One of the main housing policy objectives of Mexican Government during the past decade has been to increase access to housing finance for middle and lower middle income households and increase formal housing production. That policy has two pillars; i) improve the performance of Infonavit as the largest of the two subsidized housing institutions providing subsidized finance to insured private sector workers, and ii) expand private sector participation in middle and lower middle income mortgage lending by providing upfront subsidies towards the down-payment of a mortgage loan to households that could not benefit from the agencies’ subsidized credit, mostly through Sofoles, non-bank specialized housing finance lenders. Sociedad Hipotecaria Federal (SHF) provides liquidity support and risk guarantees/insurance to stimulate securitization and designs the credit-linked subsidy instruments for private sector lenders. The upfront subsidy system and supply side support through SHF has recently been expanded to micro-lending for housing.
Impressive progress was made over the last decade in expanding mortgage lending in the middle and lower middle income market.Mexico’s residential mortgage market expanded on average by 14 percent per year between 2000 and 2008, as a result of macro-economic stability, SHF’s role as funder, guarantor and supporter of legal, infrastructure and products reforms for the sector, and the increase in access to funding through capital markets directly (securitization). Specifically Infonavit successfully improved its operations and extended its portfolio – it made a total of 3.6 million housing loans between 2000 and 2009, 66% of all mortgage loans. All loans are indexed on the minimum wage and low income loans benefit from both internal interest rate subsidies and upfront budgetary subsidies. This progress showed in the gradual increase in the construction of economic and moderate priced houses (units <M$500,000 were 69 percent of total production in 2009).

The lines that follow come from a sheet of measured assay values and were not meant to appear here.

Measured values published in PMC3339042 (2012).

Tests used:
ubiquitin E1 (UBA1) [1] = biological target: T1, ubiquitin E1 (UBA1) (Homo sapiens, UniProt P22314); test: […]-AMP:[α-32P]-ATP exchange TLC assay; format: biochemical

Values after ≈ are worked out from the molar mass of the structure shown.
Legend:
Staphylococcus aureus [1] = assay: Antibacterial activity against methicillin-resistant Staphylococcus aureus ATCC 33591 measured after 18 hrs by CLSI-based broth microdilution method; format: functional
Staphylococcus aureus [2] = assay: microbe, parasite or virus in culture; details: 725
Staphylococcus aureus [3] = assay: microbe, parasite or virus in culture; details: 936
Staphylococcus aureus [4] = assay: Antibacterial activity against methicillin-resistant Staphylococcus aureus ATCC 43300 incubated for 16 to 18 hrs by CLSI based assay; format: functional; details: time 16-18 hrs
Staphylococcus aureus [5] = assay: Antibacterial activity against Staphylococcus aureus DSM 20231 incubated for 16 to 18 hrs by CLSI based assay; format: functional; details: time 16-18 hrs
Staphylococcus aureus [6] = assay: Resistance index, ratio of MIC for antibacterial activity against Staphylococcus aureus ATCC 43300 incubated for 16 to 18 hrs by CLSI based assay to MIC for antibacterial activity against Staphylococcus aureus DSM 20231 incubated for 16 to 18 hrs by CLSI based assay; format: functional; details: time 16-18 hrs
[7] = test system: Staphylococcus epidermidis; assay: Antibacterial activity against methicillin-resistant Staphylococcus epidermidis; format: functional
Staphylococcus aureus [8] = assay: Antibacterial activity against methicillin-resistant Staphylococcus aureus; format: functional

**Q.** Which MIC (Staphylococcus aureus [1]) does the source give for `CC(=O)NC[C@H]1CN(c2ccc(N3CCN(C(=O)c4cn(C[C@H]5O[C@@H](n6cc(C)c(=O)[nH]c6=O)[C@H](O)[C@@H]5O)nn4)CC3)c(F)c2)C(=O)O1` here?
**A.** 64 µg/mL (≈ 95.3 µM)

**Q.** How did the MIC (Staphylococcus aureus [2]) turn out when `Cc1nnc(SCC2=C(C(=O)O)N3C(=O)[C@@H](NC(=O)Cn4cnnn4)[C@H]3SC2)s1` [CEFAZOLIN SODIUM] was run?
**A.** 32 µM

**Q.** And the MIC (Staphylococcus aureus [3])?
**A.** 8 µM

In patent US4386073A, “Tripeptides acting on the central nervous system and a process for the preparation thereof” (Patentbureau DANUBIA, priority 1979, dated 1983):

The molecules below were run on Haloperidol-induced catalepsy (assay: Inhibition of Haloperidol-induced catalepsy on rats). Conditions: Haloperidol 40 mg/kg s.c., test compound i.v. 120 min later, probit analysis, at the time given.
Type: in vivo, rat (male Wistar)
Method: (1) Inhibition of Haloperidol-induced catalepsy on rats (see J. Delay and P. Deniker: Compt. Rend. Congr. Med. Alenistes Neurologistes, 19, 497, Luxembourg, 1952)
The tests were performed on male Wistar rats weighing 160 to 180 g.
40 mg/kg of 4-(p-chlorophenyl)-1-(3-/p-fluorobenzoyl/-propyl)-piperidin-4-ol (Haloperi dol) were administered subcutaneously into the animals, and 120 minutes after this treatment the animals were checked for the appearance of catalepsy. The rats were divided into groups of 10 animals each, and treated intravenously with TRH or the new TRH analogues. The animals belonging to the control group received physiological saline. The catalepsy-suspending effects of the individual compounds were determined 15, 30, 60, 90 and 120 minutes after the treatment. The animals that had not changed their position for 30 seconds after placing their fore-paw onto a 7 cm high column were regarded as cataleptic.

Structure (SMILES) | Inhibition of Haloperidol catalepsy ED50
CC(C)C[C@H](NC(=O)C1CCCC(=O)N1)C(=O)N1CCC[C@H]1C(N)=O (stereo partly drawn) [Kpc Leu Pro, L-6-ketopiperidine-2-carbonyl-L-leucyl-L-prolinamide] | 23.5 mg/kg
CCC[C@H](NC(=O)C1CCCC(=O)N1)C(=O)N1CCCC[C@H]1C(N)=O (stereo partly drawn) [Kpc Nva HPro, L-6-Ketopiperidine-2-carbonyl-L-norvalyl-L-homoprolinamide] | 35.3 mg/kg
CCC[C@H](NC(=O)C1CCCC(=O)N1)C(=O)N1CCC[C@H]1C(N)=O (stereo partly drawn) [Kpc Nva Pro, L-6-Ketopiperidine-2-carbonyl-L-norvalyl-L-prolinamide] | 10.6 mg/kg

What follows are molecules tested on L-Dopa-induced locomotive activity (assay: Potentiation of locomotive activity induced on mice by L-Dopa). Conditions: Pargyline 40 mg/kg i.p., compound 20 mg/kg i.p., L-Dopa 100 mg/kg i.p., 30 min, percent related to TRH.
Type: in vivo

The private mortgage sector remains relatively small in the face of subsidized lending by the large public entities. It was also more affected by the recent economic downturn when access to capital markets dried up causing serious liquidity constraints – particularly for Sofoles, unemployment and informal sector employment increased, affecting default levels. As a consequence the dominance of Infonavit and Fovissste in the housing finance market has increased and so has the gap in access to finance between the formal sector workers and the informally employed lower income households who are excluded from the market but are 78% of the total number of households included in the housing deficit figures. Current policy efforts by Conavi and SHF focus on redressing these gaps, through i) incentives to increase the participation of alternative lenders who may serve this group; ii) and improved allocation of subsidies to benefit the informal and low income segment.
Sociedad Hipotecaria Federal, S.N.C. (SHF) is a financial institution created in 2001 for the purpose of expediting access to quality housing for Mexicans that demand it, by establishing the conditions necessary to channel public and private funds into providing mortgages. By granting loans and guarantees, SHF promotes the construction and acquisition of housing, preferably for the lower- and middle-income brackets.